KeyBank Scouting Report | Cup final spot on the line in "leg two" versus Loons

Diego Chara KBSR 8.6.2019

Three days shouldn’t be enough to give the matchup a completely different feel, but with the stakes of a U.S. Open Cup semifinal casting Wednesday’s match at Allianz Stadium in a new context, Sunday may tell us little about this, the next match between Minnesota United FC and the Portland Timbers.

At least, let’s hope it doesn’t tell us much. Neither team played poorly nor well. Neither had or gave up a lot of chances. Sunday’s was two hours of fighters posturing to land the first blow, with both evoking a posing, posturing Nuke Laloosh. “I never strike another man first.”

But somebody’s going to have to throw a punch on Wednesday. This isn’t a mid-season league battle, where a draw awaits if you don’t get the fortune of a late-match whistle. One team’s tournament will be over in two, two-and-a-half hours. If you wait to throw the first punch, you could be knocked out.

For the second time in team history, the Timbers are two wins away from U.S. Open Cup, one of two titles (along with Concacaf Champions League) the club’s never won. And whereas the years before head coach Giovanni Savarese’s arrival saw a team almost-always drawn away in Seattle fall out of love with the competition, there is a new energy behind the team’s life in the Cup. After a quarterfinal run last year, Portland’s getting used to counting a second competition among their goals.

Win Wednesday, and that goal will be within reach, with only one more match separating the Timbers from new silverware, a place in Champions League, and the first trophy of the Savarese era. Lose, and disappointment will cloud the team’s preparations for Saturday against Vancouver.

Here is your mid-week KeyBank Scouting Report: Three areas of focus ahead of Portland’s U.S. Open Cup semifinal (5 p.m. PT, ESPN+):

The lineup changes

How much each team has left in the tank after Sunday’s game may prove the most important factor in Wednesday’s semifinal, especially if the game goes 120 minutes.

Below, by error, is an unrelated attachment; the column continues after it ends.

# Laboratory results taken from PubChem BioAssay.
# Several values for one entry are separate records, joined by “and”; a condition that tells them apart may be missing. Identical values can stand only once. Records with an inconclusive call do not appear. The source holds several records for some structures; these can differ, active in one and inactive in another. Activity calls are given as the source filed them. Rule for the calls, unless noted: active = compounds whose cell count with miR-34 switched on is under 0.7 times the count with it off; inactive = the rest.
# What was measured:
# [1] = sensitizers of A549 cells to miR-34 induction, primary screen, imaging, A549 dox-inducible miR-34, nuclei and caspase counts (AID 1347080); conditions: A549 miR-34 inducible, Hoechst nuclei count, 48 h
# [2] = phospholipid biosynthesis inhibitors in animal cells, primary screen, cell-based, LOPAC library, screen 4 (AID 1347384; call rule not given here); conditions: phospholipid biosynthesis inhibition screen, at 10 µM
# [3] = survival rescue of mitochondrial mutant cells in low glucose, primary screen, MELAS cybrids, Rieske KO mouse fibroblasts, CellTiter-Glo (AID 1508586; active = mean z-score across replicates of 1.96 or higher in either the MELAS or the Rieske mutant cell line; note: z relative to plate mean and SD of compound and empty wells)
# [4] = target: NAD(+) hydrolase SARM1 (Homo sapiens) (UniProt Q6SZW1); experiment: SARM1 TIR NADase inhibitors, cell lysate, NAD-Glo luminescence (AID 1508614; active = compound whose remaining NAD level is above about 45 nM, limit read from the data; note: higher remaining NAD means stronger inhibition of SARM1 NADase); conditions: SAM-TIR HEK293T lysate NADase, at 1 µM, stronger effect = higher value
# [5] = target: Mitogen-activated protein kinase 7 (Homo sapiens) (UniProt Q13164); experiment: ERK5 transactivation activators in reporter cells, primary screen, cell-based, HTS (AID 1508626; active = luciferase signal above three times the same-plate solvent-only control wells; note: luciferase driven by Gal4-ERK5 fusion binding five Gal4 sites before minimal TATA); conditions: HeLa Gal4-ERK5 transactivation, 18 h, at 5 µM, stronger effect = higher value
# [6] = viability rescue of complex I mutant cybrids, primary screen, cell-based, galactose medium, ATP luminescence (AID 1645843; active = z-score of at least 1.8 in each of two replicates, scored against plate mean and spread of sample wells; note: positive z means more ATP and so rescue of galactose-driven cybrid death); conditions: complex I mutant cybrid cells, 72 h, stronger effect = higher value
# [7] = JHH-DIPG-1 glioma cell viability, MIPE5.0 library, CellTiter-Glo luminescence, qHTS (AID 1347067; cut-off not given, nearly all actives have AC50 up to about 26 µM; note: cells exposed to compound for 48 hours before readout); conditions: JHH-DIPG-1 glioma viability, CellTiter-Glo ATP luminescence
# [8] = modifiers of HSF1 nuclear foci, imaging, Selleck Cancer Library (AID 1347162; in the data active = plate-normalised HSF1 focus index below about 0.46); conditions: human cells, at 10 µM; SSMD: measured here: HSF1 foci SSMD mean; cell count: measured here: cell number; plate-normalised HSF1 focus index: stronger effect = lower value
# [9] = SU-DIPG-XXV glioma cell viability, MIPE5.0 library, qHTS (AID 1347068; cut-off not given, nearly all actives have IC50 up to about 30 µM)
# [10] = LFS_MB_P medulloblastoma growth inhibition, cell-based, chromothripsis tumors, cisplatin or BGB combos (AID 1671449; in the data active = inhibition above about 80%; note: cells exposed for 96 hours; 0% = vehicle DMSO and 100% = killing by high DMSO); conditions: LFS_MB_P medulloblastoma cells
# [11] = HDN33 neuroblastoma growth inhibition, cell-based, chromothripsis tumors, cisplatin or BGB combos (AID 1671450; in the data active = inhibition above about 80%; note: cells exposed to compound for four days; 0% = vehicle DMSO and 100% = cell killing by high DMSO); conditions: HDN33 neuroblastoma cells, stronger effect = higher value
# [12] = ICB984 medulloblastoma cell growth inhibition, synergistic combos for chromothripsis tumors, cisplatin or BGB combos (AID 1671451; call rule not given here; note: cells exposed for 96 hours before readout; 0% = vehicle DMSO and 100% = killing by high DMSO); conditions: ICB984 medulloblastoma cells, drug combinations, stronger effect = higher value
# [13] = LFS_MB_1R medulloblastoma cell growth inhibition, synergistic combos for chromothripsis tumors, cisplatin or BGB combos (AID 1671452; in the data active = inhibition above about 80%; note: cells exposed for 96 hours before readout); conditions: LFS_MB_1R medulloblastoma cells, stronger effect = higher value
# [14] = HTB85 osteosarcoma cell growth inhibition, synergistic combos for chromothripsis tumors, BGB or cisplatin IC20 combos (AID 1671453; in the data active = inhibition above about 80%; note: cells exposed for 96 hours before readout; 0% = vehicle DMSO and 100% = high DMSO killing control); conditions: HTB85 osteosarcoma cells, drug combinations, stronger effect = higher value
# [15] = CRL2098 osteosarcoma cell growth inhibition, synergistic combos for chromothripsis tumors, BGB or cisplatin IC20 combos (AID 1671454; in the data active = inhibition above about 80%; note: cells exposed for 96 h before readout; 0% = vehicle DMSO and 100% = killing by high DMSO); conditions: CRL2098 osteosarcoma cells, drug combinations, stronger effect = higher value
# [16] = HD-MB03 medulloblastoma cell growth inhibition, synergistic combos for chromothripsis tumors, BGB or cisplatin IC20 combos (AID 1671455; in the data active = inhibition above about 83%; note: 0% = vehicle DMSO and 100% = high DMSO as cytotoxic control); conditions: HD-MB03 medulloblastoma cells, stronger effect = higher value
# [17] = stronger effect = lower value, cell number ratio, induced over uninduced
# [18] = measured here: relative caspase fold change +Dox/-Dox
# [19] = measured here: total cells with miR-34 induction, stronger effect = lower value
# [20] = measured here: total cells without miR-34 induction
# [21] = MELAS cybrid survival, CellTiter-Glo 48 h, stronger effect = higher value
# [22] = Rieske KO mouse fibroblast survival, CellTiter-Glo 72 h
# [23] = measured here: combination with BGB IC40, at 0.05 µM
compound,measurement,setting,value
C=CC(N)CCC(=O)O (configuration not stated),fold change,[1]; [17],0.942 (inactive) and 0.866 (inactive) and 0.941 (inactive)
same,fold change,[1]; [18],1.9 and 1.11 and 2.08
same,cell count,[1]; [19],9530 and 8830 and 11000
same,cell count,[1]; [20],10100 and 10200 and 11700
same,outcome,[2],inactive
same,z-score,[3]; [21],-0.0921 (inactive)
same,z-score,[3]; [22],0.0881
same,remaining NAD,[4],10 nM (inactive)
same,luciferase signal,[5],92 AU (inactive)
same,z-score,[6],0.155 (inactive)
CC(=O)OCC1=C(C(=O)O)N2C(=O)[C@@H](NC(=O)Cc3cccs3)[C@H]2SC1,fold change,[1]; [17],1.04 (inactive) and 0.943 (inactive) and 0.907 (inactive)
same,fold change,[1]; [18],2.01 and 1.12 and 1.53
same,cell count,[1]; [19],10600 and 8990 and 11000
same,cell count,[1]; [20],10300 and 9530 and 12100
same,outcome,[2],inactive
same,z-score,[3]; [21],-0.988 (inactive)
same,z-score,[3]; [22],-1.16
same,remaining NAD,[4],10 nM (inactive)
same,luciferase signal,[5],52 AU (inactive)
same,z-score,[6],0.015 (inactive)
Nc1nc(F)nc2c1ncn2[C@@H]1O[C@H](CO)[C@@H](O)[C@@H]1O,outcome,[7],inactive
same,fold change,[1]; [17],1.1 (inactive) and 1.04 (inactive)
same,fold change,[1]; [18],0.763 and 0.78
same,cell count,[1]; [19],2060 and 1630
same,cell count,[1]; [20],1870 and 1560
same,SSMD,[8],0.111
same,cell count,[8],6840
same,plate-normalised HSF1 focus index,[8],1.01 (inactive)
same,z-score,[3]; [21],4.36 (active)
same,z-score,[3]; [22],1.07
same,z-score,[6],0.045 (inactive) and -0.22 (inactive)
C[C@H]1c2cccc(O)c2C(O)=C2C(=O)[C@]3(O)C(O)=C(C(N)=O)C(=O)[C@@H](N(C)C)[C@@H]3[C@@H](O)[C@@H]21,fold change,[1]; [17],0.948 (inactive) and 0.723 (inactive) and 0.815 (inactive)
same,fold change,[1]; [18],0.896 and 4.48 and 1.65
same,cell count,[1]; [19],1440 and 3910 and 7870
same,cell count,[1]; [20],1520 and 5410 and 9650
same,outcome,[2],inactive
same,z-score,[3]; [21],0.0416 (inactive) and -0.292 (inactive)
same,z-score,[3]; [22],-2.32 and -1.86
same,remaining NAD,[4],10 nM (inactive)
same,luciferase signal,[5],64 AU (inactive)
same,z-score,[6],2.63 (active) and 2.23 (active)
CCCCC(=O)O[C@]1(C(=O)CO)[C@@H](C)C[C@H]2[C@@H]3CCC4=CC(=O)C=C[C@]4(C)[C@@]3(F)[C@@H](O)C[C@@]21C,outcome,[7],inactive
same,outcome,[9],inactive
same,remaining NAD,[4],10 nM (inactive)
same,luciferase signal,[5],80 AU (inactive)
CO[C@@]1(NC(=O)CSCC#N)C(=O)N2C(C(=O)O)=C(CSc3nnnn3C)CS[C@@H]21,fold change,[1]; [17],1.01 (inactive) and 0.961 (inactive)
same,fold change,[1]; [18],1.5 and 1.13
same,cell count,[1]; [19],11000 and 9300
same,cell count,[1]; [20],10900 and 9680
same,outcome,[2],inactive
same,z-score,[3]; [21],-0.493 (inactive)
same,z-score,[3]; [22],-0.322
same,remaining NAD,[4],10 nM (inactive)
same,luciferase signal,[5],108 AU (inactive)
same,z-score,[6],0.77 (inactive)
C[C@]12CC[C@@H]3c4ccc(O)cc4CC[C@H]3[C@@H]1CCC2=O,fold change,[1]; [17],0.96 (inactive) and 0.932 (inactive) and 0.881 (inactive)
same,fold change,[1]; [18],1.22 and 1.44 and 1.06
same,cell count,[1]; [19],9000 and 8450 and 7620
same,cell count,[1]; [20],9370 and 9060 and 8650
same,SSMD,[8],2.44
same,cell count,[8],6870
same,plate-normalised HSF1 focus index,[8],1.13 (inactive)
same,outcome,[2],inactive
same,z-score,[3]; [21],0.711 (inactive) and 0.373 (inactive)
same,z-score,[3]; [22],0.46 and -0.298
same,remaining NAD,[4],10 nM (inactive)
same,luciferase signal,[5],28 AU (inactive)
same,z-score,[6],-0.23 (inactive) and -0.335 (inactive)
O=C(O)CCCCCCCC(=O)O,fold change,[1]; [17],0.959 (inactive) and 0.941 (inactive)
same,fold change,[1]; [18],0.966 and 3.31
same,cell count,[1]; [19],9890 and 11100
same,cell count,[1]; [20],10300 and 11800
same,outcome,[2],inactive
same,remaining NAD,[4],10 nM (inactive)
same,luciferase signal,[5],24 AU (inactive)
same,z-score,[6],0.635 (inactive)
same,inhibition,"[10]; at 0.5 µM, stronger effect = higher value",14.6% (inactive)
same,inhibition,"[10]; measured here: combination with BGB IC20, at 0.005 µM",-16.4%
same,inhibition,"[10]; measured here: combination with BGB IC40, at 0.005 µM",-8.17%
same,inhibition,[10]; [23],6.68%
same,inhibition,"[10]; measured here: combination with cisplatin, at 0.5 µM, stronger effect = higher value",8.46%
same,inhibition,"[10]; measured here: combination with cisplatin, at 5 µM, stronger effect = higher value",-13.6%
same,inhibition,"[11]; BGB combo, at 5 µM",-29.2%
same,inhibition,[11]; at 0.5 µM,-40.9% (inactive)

For Portland, we have some indication they can manage this challenge even if they don’t rotate their lineup. Between games on July 18 (vs. Orlando) and 21 (at Seattle), the Timbers only changed two starters, bringing fullback Jorge Villafaña in for Zarek Valentin and attacker Jeremy Ebobisse in for Andy Polo. Neither of those decisions seemed motivated by fatigue. Villafaña was still recovering from a leg injury for the Orlando game, while Polo’s start came after a long spell away at Copa América. In the game the Timbers should have been tired, they handed the Sounders their first home loss.

Minnesota has had to deal with a similarly short turnaround twice this season, with both occasions coming in the last month. Between the Loons’ 3-1, July 3 win over San Jose and the team’s 3-2, July 6 victory at Stape Saputo, head coach Adrian Heath heavily rotated, vaulting seven new names into that Wednesday night’s starting lineup. When games on July 10 and 13 handed Minnesota the same task, Heath carried over 10 starters from the mid-week match. The biggest difference between the two sets of games: Minnesota had to travel to Montreal but stayed at home for the games the following week.

The lesson here seems to focus on travel. Though the Timbers had to play away in Seattle, the short trip up Interstate 5 allowed the team to stay on schedule. Without losing a day, they were able to recover then train before going on the road. Likewise, when Minnesota faced New Mexico United then FC Dallas, they didn’t lose a game within matchups. Ahead of Wednesday’s game, neither the Loons nor Portland had to take to the road.

Savarese and Heath could still choose to change things up. Darwin Quintero is likely to come in for the Loons, while Ebobisse might be back in the starting lineup for Portland. But if those changes happen, fatigue may only be a small consideration. As these teams’ recent histories show, they can do two games in four days, as long as they don’t have to travel.